In several of the movie’s best sequences, Mary’s relation with reality shifts or slips, and no one can see or hear her. She’s as out of place in this world as if she were dead—until she touches a magic tree and hears its magic bird (who must have sung as well to David Lynch). In this altered state, the reality she sees is ours. It doesn’t include her.
Unless a character turns on a jukebox, all the music in the film, especially the underscoring, is played on an organ. The organ is the music of Mary’s mind and of the world in which she finds herself: the world as a gap in the way things are. It may be that she imagines her tale in her own terms, with a soundtrack as cold as she is said to be—or that she “really” lives for awhile in a world where the dead intrude. The underscoring and the underwater undead make it likely that what we see and hear is her mindscreen. But the horror film can have it both ways: an alternate world and an imagined one, existing as long as it appears to, because it appears to. Aside from the music, the most artistically daring element of this film—one that defies a central convention of the horror genre—is its flight from romanticism, its concentration not on a foaming monster or on the hammering bosom of a Hammer heroine, but on a cold fish. If she is a magnet for the gothic, there is nothing exciting or sexy about it. The thrills of this carnival are cold ones, bits of death.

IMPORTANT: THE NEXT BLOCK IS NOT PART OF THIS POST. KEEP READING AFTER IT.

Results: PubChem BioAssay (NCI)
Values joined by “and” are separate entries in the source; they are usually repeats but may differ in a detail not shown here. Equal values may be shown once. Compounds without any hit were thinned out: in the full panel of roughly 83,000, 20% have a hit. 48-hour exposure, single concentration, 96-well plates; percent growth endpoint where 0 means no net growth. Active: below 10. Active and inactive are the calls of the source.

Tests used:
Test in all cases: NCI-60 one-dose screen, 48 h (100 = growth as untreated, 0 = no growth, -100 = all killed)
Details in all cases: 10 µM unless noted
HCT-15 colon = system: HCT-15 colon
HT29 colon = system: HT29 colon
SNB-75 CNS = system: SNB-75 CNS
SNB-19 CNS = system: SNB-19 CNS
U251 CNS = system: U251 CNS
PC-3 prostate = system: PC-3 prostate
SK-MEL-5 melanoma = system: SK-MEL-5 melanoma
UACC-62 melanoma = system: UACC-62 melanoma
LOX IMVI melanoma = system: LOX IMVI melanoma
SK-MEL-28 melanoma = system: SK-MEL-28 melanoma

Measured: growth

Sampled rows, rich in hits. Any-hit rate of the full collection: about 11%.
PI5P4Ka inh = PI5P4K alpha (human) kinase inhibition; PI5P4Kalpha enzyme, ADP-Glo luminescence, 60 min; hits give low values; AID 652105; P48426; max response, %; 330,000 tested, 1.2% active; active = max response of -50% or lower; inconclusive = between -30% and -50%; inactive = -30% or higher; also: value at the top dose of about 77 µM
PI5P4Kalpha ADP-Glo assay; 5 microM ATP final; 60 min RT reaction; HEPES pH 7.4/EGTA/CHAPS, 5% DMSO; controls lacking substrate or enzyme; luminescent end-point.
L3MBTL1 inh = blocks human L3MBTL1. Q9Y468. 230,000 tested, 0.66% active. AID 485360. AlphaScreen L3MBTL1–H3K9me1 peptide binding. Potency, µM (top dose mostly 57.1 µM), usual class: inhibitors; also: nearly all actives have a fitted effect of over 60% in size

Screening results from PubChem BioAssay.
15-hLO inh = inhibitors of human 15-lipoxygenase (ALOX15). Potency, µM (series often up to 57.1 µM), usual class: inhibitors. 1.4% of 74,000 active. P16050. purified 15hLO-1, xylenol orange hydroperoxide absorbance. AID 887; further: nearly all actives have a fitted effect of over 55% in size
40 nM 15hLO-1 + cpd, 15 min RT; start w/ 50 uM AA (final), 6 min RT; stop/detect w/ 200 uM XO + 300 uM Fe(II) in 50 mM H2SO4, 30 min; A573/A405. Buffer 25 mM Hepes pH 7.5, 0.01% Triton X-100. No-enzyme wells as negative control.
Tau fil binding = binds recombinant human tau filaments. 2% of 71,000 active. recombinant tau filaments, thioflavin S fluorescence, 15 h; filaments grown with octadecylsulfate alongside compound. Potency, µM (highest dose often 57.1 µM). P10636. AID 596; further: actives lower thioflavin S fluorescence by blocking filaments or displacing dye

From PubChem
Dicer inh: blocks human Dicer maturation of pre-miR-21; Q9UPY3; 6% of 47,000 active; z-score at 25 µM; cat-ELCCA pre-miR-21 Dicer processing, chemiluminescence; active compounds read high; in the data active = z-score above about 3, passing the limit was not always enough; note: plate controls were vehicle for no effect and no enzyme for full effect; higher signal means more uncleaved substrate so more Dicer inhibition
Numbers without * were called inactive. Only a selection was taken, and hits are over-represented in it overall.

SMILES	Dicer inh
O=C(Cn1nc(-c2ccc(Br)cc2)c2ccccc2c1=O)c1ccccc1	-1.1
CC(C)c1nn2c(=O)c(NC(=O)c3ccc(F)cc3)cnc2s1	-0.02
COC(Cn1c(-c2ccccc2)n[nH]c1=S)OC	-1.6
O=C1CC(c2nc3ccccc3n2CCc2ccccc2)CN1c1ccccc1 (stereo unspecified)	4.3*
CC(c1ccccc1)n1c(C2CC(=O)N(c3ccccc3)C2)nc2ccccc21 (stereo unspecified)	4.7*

Carnival of Souls was shot in three weeks for about $30,000: one week at Saltair, an abandoned amusement park on the Great Salt Lake, and two weeks in Lawrence, Kansas, where the filmmakers—who never had or would make another feature—were based, with an industrial film company called the Centron Corporation. To say the least, it was an independent production and, like many of the best rock ’n’ roll records, a one-shot deal. Its influence on other independent work was huge.
If Mary bears a resemblance to Barbara, the heroine of George Romero’s Night of the Living Dead (1968), and if Romero’s undead sometimes look and move like Harvey’s, that is because Romero was lucky enough to see Carnival of Souls at the right time—when it first came out and all its inventions were fresh—and the right place, a drive-in. (He missed, however, a few minutes of footage, restored when the film was re-released in 1989 and, of course, included in the extended director’s cut on Disc Two.) But the man whose relation with ordinary reality is severed in the French film Life Upside Down (1965) is enough like Mary for one to argue that Carnival of Souls has also had an international influence—appropriate for a film that was inspired as much by Bergman (Wild Strawberries, The Magician) and Cocteau (The Blood of a Poet, Orpheus) as by the cheap, raw, ordinary landscape of America, out of which Harvey, Clifford, and Hilligoss constructed the only landscape where Mary, a projection pursued by reflections, can exist: the indefinable space of the horror film.
Bruce Kawin is Professor of English and Film Studies at the University of Colorado at Boulder. His books include How Movies Work and Telling It Again and Again: Repetition in Literature and Film.